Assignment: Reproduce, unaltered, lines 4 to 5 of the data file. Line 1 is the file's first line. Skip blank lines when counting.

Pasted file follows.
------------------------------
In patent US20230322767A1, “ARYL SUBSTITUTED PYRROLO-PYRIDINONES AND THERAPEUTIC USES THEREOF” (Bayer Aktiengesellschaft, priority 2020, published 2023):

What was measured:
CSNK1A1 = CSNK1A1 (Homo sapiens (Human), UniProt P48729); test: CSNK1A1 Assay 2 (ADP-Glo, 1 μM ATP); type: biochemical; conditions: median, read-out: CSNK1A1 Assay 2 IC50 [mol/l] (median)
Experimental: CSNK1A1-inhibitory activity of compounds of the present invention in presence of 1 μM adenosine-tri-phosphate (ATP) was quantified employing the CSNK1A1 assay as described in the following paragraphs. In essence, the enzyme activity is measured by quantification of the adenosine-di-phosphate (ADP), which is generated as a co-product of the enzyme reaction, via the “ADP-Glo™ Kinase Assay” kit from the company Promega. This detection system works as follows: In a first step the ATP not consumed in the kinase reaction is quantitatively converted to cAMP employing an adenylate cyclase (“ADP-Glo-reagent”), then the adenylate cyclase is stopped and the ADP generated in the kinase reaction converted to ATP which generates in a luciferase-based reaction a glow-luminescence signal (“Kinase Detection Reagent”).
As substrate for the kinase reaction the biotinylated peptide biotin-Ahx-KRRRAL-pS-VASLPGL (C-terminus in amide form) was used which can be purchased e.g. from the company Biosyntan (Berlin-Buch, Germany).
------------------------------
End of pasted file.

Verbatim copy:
Experimental: CSNK1A1-inhibitory activity of compounds of the present invention in presence of 1 μM adenosine-tri-phosphate (ATP) was quantified employing the CSNK1A1 assay as described in the following paragraphs. In essence, the enzyme activity is measured by quantification of the adenosine-di-phosphate (ADP), which is generated as a co-product of the enzyme reaction, via the “ADP-Glo™ Kinase Assay” kit from the company Promega. This detection system works as follows: In a first step the ATP not consumed in the kinase reaction is quantitatively converted to cAMP employing an adenylate cyclase (“ADP-Glo-reagent”), then the adenylate cyclase is stopped and the ADP generated in the kinase reaction converted to ATP which generates in a luciferase-based reaction a glow-luminescence signal (“Kinase Detection Reagent”).
As substrate for the kinase reaction the biotinylated peptide biotin-Ahx-KRRRAL-pS-VASLPGL (C-terminus in amide form) was used which can be purchased e.g. from the company Biosyntan (Berlin-Buch, Germany).